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Jan. 22, 2006 - Betsy Campen describes the story of herself and her husband, Jim, ending up with their business, Gallows Bay Frame, on Flag Drive as a "three bears thing."
She says, "The first business was too small. The second business was too big. This one is perfect."
The concept of Gallows Bay Frame has changed from the business the couple ran as Campen Gallery down the street from their present location.
That location was filled with the work of as many as 30 different artists. Jim says, "Now, we just represent Betsy's work. We sell it all in Giclee prints." He says trying to run the larger gallery and selling a variety of artists' work zapped the family's energy.
Betsy's lovely detailed and brilliantly colored artwork covered most of the walls of the new business.
She started painting at the age of 3. Jim urged her in a recent interview to tell the story of how she got in trouble as a youngster because she painted on all the blank pages in the books of the family's Encyclopaedia Britannica. She took her first formal art class at age 9 and sold her first painting at age 12. She graduated from the University of Richmond in 1975 and a year later made her first experiment of living on St. Croix. She and Jim returned to living in the states on a couple occasions, but since 1989 have been permanent residents of the island.
She says she paints eight hours just about every day, but does not mind it. She says, "It is the best dam job I ever had."
She classifies her work as photo-realism and primarily works in oils and watercolors. Her paintings do not show brush strokes. She works strictly from photographs. She says that painting directly from nature has some problems. She points out that shadows that are on one side of an object when a painting is started may be on the other side before it is complete.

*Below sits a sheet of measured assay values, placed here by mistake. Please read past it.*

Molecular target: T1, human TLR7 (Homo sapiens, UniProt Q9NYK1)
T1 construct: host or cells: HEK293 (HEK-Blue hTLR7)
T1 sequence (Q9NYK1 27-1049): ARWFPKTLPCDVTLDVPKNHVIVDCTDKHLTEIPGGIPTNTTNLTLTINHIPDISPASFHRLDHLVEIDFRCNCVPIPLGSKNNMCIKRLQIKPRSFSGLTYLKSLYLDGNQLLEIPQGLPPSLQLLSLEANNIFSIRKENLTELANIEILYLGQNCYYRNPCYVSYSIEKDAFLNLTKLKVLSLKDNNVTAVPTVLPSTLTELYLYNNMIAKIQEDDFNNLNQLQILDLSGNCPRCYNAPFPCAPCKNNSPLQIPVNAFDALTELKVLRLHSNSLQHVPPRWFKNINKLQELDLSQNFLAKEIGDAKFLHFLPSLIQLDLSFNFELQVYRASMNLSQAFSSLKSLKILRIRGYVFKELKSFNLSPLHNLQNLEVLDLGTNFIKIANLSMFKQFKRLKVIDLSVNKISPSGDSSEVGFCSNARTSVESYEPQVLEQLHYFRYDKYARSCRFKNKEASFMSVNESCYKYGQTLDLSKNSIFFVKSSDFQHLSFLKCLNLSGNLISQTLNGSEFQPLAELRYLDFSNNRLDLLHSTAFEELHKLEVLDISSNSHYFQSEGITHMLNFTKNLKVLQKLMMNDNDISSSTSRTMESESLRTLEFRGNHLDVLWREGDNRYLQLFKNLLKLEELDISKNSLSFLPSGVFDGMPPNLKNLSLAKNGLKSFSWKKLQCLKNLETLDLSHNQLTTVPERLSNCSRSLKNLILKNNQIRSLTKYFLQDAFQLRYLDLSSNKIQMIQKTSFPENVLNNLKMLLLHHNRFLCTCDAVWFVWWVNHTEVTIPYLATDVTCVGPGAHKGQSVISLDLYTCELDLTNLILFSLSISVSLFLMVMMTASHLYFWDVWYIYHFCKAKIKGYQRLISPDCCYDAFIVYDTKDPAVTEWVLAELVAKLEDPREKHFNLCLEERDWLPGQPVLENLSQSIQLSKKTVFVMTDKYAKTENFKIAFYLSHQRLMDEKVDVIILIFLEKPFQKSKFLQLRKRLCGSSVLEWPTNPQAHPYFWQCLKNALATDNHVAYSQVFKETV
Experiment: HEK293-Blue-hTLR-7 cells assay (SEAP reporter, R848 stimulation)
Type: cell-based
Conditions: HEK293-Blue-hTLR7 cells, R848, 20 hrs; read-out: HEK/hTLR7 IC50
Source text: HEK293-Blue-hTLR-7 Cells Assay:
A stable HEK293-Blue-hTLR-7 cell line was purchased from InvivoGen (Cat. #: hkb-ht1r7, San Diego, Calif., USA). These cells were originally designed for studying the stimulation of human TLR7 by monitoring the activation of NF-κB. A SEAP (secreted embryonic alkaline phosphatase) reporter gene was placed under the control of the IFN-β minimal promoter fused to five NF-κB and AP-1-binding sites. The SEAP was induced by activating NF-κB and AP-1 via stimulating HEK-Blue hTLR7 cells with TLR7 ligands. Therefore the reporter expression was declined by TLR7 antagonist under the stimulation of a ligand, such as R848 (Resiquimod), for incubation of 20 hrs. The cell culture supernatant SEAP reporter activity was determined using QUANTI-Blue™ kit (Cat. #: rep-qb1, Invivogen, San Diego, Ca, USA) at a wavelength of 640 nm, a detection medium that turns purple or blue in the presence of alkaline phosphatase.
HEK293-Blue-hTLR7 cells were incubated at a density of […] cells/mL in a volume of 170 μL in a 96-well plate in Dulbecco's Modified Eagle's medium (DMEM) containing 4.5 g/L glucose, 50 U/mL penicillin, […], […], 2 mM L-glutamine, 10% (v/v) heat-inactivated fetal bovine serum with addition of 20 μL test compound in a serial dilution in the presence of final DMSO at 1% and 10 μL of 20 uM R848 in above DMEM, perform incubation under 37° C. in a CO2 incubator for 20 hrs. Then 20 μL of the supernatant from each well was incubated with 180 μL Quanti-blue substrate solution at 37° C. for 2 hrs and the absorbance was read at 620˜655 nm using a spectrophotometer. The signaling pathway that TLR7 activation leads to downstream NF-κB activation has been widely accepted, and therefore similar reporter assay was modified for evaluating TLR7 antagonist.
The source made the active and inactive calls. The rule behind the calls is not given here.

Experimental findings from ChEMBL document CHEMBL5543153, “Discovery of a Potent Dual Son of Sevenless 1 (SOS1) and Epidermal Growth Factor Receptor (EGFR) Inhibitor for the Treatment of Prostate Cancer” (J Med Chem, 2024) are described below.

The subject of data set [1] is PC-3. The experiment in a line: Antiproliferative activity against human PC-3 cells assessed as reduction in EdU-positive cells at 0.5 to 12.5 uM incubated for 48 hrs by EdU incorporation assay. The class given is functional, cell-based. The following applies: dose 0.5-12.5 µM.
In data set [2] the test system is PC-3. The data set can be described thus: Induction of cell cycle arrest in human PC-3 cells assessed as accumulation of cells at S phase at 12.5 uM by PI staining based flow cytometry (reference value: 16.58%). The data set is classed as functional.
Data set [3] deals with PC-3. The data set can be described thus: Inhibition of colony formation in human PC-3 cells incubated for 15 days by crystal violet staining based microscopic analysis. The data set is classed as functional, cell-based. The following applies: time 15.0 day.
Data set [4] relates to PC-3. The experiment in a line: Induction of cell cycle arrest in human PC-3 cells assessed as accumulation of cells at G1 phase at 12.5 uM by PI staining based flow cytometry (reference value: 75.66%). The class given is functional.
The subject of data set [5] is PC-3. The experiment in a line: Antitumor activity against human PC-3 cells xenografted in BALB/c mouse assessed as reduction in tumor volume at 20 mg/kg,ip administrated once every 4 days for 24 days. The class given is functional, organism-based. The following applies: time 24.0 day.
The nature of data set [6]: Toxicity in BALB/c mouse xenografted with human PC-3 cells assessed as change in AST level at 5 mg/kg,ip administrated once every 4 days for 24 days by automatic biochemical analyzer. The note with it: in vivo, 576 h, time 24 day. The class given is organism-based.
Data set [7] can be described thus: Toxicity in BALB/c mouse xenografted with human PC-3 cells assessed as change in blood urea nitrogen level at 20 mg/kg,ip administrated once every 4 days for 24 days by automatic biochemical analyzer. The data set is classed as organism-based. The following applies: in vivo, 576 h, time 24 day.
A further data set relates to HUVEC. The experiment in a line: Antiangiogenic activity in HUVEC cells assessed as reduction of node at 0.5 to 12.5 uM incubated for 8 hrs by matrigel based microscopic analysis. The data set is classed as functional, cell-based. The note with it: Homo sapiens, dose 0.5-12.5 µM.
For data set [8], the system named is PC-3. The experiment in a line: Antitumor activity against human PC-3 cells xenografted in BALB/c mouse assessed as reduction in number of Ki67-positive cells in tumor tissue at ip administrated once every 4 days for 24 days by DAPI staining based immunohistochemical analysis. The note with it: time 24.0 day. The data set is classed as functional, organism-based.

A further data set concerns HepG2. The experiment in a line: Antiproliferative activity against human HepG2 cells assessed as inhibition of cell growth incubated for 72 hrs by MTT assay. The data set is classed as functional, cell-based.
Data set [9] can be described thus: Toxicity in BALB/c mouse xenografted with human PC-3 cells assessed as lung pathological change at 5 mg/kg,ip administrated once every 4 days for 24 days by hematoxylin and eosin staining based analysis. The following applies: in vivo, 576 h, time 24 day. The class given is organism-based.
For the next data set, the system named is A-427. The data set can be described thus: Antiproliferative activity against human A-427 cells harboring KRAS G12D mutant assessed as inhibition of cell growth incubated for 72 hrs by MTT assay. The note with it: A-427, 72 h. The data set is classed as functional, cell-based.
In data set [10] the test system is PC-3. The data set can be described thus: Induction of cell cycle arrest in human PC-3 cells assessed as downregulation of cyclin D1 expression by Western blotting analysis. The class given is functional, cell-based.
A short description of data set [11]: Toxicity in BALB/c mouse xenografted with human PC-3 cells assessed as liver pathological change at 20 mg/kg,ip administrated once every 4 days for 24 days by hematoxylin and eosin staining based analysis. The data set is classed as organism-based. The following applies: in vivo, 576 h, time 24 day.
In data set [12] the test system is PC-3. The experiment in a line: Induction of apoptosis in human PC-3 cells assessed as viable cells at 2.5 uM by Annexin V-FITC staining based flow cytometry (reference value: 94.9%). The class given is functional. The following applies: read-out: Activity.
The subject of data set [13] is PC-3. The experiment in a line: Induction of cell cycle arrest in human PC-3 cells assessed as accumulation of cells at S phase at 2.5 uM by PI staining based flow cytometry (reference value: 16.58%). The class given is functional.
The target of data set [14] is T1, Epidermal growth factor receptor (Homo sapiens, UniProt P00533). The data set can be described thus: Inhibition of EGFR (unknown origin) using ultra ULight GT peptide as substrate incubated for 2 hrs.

In recent years Betsy has concentrated on paintings of well-known structures, including Government House, the Frederiksted Apothecary, and the waterfront in Christiansted. Although these paintings are very realistic, they seem to have a life of their own.
It is not surprising to hear her say that many Crucians who live away from the island choose her paintings to decorate the walls of their offices and homes. She says this gives her a lot of satisfaction. "To see St. Croix live on elsewhere through my artwork is quite an honor," she says.
She volunteers as an art teacher at St. Joseph High School and recently focused her artistic interests on another community project. She calls the project "Talking Trash" because she got the idea after hearing complaints about trash from calls to the Roger Morgan radio talk show.
She got Hovensa to donate 100 cans and Sherwin Williams to donate paint, and now she is getting help from area artists to paint them. Once all the trash barrels are painted, they will be distributed throughout the island and arrangements will be made to have them emptied, probably by private haulers. An auction will be held Feb. 18 at the Botanical Garden, where people can buy sponsorships of the barrels to help fund the project.
Jim says that Gallows Bay Frame is split evenly between selling artwork and selling frames. He says people go to the various galleries or shows, like the annual one at Good Hope School, and pick up a piece of artwork they like and then bring it in for framing.
He says he is not really an artist like his wife; instead he is the "oddest" of the family. The couple's son, Jake, is apprenticing to take over the business.
Jim's worked in heavy construction before teaming up in business with his wife. The Campen Gallery was opened from 1997 to 2003. The present building opened in March of this year.
For more information, call 778-1532.
Back Talk


Share your reaction to this news with other Source readers. Please include headline, your name and city and state/country or island where you reside.